Literacy and schools


In the National Population and Housing Census of 2005, literacy was assessed by asking everybody aged 6 years and over if they could read and write Lao.  The answer required a simple “Yes” or “No”. In order to correctly assess literacy it is usual to carry out both reading and writing tests so the measure of literacy rates based on the census information should be considered as fairly crude. Nevertheless, the percentages of the literate population older than 15 years of age are very similar to those of recent special surveys on literacy. Moreover, the figures are comparable to those of the Lao Expenditure and Consumption Survey III (LECS III) carried out in 2002/2003.

The official national average literacy rate for the population aged ≥15 years is 72.7% but there are substantial differences between women and men, urban and rural populations and different ethno-linguistic groups. These will be illustrated in the subsequent maps of this chapter.

This map presents two types of information. On one hand literacy rates are depicted as the percentage of the village population who are literate. Different shadings of green indicate rates from less than 20% to more than 80%. Furthermore, the markers represent the location of villages that are reported as having a primary school. Pink markers denominate primary schools offering only grades 1 to 3, whereas purple markers denominate primary schools offering grades 1 to 5. It should, however, be noted that no information can be provided on the status of these schools, the availability of teachers, their salaries, etc.

We see that areas with high literacy rates are found in and around major urban centres and provincial capitals, and along the Mekong River. The southern part of Xayabury stands out as a rural area where one finds high literacy rates. Furthermore, the provinces of Xiengkhuang and Huaphanh have in general quite high literacy rates. Conversely, the northern parts of Phongsaly, Luangnamtha and the eastern parts of Khammuane and Savannakhet provinces have a serious literacy problem. It is interesting to overlay this map with the distribution of ethno-linguistic families shown in Map F.2.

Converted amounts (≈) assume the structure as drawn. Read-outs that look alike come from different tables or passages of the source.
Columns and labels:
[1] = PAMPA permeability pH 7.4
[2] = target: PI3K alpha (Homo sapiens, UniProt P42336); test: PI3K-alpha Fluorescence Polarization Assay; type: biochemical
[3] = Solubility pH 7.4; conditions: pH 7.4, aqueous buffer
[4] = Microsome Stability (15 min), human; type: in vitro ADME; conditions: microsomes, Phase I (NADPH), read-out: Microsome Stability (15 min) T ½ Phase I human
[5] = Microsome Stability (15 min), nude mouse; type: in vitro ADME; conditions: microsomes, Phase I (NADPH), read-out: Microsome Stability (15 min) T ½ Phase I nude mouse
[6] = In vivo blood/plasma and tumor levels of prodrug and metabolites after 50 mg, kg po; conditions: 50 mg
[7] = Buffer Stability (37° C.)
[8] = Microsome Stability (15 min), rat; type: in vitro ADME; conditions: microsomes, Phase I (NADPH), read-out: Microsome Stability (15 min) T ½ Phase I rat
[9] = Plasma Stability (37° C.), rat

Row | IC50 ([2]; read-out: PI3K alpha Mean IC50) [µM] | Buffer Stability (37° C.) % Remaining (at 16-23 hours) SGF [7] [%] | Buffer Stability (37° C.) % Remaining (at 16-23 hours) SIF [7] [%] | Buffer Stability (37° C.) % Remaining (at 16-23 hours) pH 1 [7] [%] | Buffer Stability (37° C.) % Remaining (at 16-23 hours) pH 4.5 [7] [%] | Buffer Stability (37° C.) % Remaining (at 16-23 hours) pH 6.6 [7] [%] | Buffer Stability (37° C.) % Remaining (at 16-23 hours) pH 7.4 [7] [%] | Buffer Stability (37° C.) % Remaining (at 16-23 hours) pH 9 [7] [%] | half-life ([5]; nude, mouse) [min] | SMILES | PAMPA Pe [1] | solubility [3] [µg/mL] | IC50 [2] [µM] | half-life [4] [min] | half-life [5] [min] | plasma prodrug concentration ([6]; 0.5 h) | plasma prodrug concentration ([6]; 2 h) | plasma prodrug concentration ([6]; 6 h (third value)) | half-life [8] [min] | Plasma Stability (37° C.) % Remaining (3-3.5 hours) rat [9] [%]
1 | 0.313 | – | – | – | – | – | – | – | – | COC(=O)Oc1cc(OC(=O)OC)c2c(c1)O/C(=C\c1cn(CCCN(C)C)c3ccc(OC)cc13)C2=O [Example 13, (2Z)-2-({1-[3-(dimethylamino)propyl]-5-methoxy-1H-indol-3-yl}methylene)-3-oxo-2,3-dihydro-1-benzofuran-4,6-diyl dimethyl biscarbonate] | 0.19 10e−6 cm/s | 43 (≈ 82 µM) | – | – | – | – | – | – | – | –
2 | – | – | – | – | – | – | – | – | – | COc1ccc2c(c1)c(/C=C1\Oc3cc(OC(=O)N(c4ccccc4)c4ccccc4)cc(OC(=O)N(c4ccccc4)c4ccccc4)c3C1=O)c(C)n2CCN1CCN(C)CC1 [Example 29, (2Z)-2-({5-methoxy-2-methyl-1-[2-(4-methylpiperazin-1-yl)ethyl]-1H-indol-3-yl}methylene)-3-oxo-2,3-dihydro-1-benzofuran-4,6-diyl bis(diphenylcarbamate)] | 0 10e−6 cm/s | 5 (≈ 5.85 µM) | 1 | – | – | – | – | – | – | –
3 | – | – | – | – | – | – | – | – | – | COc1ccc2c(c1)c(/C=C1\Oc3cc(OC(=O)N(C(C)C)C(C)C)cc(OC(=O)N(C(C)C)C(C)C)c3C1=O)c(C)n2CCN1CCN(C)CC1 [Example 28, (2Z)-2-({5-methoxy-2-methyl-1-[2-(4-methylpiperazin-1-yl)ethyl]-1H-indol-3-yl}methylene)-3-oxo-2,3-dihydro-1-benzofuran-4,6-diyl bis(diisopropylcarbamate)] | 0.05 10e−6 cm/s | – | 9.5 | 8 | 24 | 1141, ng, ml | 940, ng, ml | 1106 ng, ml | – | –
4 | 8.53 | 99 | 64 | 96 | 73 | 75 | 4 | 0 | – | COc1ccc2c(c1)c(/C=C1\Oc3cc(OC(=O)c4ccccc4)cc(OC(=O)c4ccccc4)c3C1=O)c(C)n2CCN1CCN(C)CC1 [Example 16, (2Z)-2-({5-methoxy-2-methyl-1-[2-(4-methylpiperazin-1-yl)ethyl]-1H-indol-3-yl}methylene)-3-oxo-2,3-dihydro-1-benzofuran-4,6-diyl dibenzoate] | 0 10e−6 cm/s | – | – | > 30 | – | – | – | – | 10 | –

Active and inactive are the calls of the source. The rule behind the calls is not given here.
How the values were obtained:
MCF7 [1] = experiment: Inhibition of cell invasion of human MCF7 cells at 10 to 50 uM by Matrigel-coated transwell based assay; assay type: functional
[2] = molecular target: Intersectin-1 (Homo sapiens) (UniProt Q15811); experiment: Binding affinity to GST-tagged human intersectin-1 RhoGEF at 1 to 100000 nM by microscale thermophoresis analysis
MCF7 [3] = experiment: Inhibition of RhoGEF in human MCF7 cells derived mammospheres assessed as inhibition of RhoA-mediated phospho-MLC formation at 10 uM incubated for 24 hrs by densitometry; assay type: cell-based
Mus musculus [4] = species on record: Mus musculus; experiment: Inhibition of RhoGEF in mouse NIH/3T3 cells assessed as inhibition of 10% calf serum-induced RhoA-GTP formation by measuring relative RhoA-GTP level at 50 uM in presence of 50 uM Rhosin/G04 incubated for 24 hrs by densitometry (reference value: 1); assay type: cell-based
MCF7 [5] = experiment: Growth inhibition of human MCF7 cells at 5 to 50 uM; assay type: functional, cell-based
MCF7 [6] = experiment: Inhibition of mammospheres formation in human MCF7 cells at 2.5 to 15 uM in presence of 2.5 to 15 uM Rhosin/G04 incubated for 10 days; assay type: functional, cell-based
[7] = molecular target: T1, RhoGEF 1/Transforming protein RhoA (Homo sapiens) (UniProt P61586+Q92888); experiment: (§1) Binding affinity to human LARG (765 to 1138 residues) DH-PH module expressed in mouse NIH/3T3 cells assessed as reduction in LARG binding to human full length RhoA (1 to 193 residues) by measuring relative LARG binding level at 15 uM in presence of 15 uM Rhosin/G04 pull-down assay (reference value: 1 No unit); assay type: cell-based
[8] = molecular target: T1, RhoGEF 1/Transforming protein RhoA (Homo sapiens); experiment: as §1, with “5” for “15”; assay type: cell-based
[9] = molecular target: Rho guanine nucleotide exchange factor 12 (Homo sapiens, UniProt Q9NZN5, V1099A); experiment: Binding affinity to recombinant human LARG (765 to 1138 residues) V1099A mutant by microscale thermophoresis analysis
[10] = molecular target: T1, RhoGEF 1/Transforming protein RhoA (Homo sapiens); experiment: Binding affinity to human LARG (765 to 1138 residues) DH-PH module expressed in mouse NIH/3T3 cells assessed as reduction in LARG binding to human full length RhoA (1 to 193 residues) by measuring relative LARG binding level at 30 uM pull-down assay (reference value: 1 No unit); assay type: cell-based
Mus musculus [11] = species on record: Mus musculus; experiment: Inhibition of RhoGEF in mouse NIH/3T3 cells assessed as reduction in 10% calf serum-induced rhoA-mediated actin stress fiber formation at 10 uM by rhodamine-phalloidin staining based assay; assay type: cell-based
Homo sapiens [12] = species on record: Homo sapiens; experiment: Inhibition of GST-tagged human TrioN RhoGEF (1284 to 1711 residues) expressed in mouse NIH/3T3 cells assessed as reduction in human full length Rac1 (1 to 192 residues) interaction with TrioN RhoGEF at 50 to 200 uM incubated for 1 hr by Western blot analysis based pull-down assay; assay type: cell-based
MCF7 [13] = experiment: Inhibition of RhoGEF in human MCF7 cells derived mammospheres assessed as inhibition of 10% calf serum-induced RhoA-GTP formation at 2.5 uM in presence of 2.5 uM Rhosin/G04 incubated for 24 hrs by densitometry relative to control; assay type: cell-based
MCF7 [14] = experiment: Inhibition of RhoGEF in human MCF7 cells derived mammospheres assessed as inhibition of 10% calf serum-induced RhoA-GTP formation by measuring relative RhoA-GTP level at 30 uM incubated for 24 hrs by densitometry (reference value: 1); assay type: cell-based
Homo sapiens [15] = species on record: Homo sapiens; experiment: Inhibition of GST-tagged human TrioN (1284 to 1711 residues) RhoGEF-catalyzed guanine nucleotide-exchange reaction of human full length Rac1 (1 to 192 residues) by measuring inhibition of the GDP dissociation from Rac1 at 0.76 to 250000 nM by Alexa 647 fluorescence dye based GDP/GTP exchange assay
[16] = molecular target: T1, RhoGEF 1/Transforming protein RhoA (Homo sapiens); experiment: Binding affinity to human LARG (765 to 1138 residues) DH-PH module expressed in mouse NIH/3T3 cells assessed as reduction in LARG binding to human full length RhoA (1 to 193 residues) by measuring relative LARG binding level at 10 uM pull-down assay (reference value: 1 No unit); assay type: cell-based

The distribution of primary schools in general reflects the different literacy rates throughout the country and along the major axes of transportation. Yet, the exceptions to this pattern are very interesting. In Phongsaly, Luangnamtha, Oudomxay, and eastern Savannakhet we observe a reasonable density of schools but very low literacy rates. This suggests that low literacy is often not a problem related to hardware, i.e. school infrastructure, but rather a problem of software, i.e. teachers’ availability, qualifications  and salaries, curricula, language of instruction, levels of poverty and cultural aspects, etc. The following Map D.2 will provide more information on this.




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